• Steve S

            I agree but its still doesn’t change the fact that your are describing something that is largely intangible. Its easy with Ruth, Mantle, Gehrig, and Joe D. Those guys did it on paper and they were bigger than life, almost mythical. But what made them mythical is US, its the fans, the stuff on paper tells a story, but not the same one that fans do. If the man has enough support to convince an existing player to give up his number, then its time to notice. And Im sure everyone who has so easily dismissed Paul Oneill has a favorite Paul Oneill moment from 1993 on. He defined himself as a Yankee. I dont I kind of like the whole thing with Latroy Hawkins, its like the Steve Sax story when he came over and asked for 3. Its a good thing that we hold these guys from the late 90’s in high regard. They werent the big red machine from the 1970’s and with current state of ESPN, I think its going to be up to the fans in NY to make people remember how great 1996-2000 was. Otherwise they will cram 2004 down our throats as much as possible. Its okay monument park is for the fans, .

  • Shaun P.

    Before this whole LaTroy Hawkins thing, I would have voted yes. Dammit, I loved O’Neill the warrior. Now? No way, if only because it would be further appeasement of the idiots who brought this about by booing foolishly in the first place.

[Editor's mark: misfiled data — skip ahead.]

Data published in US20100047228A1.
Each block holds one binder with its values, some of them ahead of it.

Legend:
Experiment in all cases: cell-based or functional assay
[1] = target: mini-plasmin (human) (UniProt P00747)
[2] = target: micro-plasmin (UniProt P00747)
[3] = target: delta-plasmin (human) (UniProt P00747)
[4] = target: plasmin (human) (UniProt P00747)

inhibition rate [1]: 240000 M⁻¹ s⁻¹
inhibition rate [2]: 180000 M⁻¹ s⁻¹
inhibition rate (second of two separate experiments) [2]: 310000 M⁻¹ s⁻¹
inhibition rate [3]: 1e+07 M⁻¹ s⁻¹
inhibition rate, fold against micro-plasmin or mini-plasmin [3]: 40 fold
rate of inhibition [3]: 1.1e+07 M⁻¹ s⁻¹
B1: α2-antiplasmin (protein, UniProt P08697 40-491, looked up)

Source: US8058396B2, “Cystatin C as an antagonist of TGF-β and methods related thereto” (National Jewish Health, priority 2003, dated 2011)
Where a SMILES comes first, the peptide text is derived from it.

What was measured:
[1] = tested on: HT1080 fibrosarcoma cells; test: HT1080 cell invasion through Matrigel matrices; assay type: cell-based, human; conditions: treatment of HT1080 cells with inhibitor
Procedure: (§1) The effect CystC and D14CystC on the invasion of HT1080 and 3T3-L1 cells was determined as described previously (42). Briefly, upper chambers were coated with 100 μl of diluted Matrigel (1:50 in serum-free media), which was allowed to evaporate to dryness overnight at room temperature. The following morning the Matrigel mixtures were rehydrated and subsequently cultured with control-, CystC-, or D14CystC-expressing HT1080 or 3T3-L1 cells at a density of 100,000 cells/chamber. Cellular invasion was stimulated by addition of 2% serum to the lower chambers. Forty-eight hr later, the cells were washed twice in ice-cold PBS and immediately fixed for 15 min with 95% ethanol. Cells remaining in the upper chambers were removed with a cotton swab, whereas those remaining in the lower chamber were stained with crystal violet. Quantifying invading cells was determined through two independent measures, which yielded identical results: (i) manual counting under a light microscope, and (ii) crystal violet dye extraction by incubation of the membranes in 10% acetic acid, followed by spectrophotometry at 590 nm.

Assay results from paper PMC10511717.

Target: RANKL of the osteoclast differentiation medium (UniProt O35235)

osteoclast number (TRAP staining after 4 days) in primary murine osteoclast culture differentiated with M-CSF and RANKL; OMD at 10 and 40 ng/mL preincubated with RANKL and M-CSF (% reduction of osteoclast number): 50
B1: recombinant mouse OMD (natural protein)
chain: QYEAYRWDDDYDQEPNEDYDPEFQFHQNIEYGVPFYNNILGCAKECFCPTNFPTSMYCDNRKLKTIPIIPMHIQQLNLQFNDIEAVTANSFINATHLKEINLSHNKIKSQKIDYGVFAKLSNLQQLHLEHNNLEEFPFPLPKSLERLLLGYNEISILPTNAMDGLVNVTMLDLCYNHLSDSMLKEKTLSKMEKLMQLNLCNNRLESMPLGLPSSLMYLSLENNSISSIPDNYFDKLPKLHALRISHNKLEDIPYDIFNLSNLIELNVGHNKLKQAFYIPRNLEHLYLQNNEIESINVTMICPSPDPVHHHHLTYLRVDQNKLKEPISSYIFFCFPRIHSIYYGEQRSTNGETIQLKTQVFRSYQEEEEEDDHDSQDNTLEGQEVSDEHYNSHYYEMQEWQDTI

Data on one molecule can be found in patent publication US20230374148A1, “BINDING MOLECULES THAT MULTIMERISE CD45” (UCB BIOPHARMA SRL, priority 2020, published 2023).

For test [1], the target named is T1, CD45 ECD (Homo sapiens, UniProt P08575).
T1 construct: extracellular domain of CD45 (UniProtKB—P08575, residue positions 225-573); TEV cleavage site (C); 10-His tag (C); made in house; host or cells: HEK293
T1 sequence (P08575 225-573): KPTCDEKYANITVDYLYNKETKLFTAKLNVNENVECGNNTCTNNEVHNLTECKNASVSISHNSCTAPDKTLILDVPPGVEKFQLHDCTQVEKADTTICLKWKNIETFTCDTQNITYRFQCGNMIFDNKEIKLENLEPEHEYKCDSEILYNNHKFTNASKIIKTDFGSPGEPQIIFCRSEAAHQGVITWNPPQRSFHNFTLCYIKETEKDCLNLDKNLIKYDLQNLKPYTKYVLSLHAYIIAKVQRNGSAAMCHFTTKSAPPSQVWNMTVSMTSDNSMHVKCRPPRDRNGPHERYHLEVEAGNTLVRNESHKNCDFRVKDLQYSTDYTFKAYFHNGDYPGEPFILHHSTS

Besides, the line for “next number to be retired” properly begins with #31 – a first ballot Hall of Famer who played 10 years for the Yanks. I’d argue the next number in line should be #30 (greatest Yank 2B of all time? Career WARP3 as a Yank 93.6; HoF Tony Lazzeri has 82.1). Then let’s talk about Bernie and Torre before we get to O’Neill.

    • r.w.g.

      Dave Winfield ought to have zero chance at having number retired, because he has zero rings. Unfortunately Mattingly really muddles the argument. Winfield had one or two more really great seasons for us as a Yankee and also had one or two more pretty good ones than Mattingly did. Good add to the discussion.